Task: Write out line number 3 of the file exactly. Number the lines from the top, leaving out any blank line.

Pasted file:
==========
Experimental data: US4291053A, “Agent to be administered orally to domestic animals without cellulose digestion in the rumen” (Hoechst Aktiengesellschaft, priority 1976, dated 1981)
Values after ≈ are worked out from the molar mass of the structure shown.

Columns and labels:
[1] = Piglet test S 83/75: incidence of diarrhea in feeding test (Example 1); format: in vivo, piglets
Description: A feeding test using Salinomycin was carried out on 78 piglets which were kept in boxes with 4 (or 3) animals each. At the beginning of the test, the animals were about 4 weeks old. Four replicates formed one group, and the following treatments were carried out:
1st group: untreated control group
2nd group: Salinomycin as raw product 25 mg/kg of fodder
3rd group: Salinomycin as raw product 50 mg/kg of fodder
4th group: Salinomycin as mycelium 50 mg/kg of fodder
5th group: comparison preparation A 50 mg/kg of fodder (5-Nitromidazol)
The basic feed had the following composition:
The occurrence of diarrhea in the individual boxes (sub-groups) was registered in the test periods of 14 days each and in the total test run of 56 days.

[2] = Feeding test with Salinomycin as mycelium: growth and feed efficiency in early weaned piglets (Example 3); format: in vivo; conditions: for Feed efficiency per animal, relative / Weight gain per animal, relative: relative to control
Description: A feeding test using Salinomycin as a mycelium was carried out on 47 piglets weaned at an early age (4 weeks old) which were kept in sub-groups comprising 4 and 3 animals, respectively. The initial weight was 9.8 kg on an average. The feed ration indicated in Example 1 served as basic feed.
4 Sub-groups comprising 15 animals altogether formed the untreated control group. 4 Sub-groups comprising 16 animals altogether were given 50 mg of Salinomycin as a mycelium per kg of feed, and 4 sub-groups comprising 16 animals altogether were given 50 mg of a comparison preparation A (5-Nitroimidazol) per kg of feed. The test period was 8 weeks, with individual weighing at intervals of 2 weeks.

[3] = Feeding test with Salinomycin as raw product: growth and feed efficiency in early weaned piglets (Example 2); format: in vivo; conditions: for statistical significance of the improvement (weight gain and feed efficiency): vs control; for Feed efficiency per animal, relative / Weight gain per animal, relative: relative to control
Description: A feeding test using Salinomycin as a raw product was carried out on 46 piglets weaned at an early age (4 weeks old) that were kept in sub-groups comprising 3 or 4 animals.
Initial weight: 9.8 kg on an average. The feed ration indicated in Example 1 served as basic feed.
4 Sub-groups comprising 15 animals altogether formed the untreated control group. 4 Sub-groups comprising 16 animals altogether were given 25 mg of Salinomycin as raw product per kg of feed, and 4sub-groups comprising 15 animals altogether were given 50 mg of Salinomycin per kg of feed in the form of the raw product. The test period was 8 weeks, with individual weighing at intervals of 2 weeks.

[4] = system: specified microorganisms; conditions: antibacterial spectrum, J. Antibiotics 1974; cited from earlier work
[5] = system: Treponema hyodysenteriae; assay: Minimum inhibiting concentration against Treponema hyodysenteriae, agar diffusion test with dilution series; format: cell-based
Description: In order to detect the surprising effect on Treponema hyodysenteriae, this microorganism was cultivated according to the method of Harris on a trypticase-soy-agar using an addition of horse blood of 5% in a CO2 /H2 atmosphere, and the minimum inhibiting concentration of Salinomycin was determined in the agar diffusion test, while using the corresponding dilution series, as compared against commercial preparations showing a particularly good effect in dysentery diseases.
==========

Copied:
Columns and labels: